This is my great uncle, Pte Thomas Richardson of the Seaforth Highlanders.
He and a group of friends, thoroughly enthused with war fever, had decided to enlist and signed up for King and country at the first opportunity that presented itself. I suppose this was how a group of Englishmen came to be in a Scottish division.
On Easter Monday, 9th April 1917, Tommy took part in the Battle of Arras. The major British assault of the first day was directly east of Arras, with the 12th Division attacking Observation Ridge, north of the Arras—Cambrai road. After reaching this objective, they were to push on towards Feuchy, as well as the second and third lines of German trenches. At the same time, elements of th3 3rd Division began an assault south of the road, with the taking of Devil's Wood Tilloy-les--Mofflaines and the Bois des Boeufs as their initial objectives.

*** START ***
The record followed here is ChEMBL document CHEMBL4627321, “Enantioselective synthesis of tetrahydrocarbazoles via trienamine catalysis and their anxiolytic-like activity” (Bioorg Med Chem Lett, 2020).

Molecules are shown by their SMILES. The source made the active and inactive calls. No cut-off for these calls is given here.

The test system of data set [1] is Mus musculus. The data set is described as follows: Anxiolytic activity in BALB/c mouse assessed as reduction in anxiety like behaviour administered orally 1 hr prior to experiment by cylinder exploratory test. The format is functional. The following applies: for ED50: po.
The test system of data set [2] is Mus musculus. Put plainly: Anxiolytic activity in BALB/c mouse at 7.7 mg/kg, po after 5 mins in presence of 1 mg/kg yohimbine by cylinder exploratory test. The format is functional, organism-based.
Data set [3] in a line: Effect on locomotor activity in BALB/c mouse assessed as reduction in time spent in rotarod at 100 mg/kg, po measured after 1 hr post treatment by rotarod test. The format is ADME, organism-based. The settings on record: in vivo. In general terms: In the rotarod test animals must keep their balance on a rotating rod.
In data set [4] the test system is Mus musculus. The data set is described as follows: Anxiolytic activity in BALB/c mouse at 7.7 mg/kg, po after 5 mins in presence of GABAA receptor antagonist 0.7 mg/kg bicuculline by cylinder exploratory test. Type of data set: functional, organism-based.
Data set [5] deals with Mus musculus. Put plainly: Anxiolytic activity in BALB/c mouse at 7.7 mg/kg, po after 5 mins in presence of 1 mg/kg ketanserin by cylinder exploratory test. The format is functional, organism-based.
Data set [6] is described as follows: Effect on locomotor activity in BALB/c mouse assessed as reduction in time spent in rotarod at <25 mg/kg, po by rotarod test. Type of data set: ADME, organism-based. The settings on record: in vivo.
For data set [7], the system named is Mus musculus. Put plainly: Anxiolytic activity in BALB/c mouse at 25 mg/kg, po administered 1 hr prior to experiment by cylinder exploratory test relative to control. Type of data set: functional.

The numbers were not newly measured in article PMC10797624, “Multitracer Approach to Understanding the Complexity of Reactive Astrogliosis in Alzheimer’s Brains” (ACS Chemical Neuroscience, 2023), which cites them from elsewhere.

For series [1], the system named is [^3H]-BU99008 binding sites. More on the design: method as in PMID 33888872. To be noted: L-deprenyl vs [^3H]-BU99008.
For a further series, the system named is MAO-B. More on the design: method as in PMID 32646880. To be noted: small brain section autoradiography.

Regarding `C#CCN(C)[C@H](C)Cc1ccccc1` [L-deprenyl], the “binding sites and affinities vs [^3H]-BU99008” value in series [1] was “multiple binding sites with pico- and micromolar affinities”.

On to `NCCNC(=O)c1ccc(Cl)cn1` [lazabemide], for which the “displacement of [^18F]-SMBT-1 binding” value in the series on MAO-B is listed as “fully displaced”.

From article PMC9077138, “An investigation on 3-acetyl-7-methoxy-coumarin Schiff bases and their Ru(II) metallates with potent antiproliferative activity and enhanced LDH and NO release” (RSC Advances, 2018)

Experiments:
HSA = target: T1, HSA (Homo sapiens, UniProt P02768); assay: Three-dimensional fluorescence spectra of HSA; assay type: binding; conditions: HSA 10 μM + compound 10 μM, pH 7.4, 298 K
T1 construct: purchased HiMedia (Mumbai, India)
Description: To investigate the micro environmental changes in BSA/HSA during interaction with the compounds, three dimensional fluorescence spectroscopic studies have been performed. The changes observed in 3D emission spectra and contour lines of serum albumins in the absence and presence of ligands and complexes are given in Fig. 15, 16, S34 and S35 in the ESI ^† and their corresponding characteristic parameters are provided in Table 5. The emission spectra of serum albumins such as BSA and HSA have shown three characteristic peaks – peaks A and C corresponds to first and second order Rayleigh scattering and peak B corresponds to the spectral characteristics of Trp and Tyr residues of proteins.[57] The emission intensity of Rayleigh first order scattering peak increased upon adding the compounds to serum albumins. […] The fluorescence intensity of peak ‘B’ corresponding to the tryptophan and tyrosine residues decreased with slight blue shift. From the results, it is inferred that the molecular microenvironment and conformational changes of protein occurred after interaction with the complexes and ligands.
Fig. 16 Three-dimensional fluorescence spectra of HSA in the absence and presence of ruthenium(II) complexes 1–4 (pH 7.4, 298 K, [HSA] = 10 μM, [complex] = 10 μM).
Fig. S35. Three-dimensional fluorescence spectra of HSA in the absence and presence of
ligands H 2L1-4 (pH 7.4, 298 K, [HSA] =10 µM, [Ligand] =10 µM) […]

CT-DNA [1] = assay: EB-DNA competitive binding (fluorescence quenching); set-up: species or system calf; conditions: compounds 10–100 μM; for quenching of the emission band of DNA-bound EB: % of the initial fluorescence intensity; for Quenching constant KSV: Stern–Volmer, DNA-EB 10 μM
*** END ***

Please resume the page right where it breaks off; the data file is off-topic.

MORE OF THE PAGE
The ultimate objective of these assaults was the Monchyriegel
, a trench running between Wancourt and Feuchy, and an important component of the German defences.
The day started with a preliminary bombardment of shells at 5.30 a.m. These were some of the 2,689,000 shells fired. When the time came to go over the top, it was snowing heavily. Allied troops advancing across no man's land were hindered by large drifts. It was still dark and visibility on the battlefield was very poor.
A westerly wind was at the Allied soldiers' backs blowing a squall of sleet and snow into the faces of the Germans.
The combination of the unusual bombardment and poor visibility meant many German troops were caught unawares and taken prisoner, still half-dressed, clambering out of the deep dug-outs of the first two lines of trenches.
Others were captured without their boots, trying to escape but stuck in the knee-deep mud of the communication trenches.
At some point during this day Thomas Richardson was killed. He was twenty one years old.
He is buried near Feuchy in the Pas de Calais.